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How to Recognize Your Body’s Hunger Signals

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How to Recognize Your Body’s Hunger Signals


We all have busy lives. From working full time, parenting, to kickboxing and strength training workouts 6 days a week-we at Farrell’s understand how hard it is to sometimes recognize your body’s cues-especially those that signal hunger. 


As human beings, we have evolved to prefer things that taste good, and want to eat in abundance when a lot of food is available. For the majority of human history-food was hard to come by, and sweetness actually signaled that things were calorie dense, and good to eat. This legacy affects our appetite, hunger, and fullness signals and regulation, especially when delicious, calorie dense foods are everywhere! Not to mention humans innate nature to seek reward-it is part of our evolution! And, many types of calorie dense food give us a chemical hit, and release dopamine into our systems.

 It also doesn’t help that we live in a world surrounded by cues to eat, combined with easier access than ever (hello uber eats!) to hyper-palatable processed foods-it’s no wonder so many of us struggle to understand when we are truly, truly hungry.  


We also tend to make poor food choices when we’re rushed, busy, dehydrated, and stressed-because in these situations we tend to ignore or override our body’s natural hunger and fullness cues. Conversely, we tend to make better choices and manage our intake better when we commit to caring about our food, slowing down, paying attention, and eating mindfully. 


Try it for yourself now! Sit down at a table with an 8oz glass of water and no distractions (no phone, book, tv, newspaper, etc.) Be intentional-get yourself a plate or bowl for your meal vs. eating out of any packaging. Portion out what you’re hungry for-and put the rest away (remember you can always grab more if you need to). Now, look at what you’re about to eat. Notice what you’ve chosen. Take a bite of the food-and chew slowly. Use all of your senses-notice the scent, taste, temperature, and texture. Now, put your utensils down, and pause. Take a few slow, deep cleansing breaths, consciously relaxing your body. Check in with yourself-what, if anything-do you notice physically or emotionally? What are you thinking about? Now take another bite of food, and follow the process-use your senses, pause, breathe, check-in. Repeat until your body tells you it’s time to stop.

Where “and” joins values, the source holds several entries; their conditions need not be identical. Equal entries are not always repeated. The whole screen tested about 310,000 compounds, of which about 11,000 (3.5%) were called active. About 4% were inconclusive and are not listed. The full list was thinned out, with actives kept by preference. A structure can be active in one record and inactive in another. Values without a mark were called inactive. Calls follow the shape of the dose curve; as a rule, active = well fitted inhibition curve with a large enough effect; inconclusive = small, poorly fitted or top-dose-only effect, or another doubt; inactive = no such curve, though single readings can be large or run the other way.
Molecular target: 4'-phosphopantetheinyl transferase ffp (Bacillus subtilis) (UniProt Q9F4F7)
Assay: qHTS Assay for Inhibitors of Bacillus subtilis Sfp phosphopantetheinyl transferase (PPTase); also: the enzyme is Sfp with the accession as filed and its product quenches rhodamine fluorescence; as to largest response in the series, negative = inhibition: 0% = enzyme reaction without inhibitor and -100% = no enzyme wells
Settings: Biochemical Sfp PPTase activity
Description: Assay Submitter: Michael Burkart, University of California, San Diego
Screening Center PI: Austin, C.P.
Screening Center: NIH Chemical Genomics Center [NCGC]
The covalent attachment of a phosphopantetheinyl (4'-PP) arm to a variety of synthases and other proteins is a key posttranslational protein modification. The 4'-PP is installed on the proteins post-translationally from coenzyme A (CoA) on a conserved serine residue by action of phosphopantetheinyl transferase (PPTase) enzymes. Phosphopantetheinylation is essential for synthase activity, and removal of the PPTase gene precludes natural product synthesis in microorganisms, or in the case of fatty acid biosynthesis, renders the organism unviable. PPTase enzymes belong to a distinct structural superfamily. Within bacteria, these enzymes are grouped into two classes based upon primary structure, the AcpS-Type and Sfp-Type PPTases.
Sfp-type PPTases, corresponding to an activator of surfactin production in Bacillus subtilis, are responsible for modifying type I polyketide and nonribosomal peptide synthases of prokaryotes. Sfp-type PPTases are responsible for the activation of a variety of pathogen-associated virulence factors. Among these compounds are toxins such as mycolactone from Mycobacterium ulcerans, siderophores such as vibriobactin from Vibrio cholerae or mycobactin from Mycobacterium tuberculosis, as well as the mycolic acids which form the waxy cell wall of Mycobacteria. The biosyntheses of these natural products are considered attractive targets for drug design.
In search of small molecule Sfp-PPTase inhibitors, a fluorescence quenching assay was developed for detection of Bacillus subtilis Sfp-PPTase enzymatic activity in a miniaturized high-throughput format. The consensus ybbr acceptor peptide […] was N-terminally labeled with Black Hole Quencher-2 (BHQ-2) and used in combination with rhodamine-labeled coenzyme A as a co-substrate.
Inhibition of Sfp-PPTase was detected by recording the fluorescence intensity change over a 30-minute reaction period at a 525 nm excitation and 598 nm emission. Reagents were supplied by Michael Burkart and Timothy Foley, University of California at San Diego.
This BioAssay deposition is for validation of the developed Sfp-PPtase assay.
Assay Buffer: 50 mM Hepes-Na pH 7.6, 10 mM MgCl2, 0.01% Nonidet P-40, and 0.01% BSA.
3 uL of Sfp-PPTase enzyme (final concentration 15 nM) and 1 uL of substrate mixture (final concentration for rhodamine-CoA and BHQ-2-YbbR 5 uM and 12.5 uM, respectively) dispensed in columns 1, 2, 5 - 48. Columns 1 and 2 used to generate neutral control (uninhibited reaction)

A tip that will help you in eating slowly and mindfully-fill your plate with minimally processed whole foods-such as fruits, vegetables, whole grains, nuts, seeds, and lean proteins. Whole foods generally take more work to eat (for example eating a whole apple vs. drinking apple juice, or eating a roasted chicken vs. a chicken nugget). This will also help you to increase your nutrient intake-which in turn may improve your satiety, and help you lose weight. Another perk of minimally processed whole foods, you typically can eat a larger volume of them due to their low calorie content (think broccoli, spinach, kale, cauliflower, etc.) 


Control your environment as much as possible. Only keep food where it is intended to be properly stored and consumed-aka in the kitchen (nothing in the nightstand, midnight snackers!) Keep only nutrient dense, optimal foods in your home as much as possible (and have your kids or partner hide or place out of reach the not so optimal pantry itemsthat will sabotage your goals). I know many of us (myself included) who will, if the craving hits for ice cream, go to the freezer and grab some if it’s available. However, there’s only a handful of us that will actually venture out of the house in the middle of the night to go get some if it’s not in the house. Set yourself up for success!


The more you practice eating slowly and mindfully, the easier it will be to tune into your body's natural cues and rhythm, and the closer you will get to crushing your goals!

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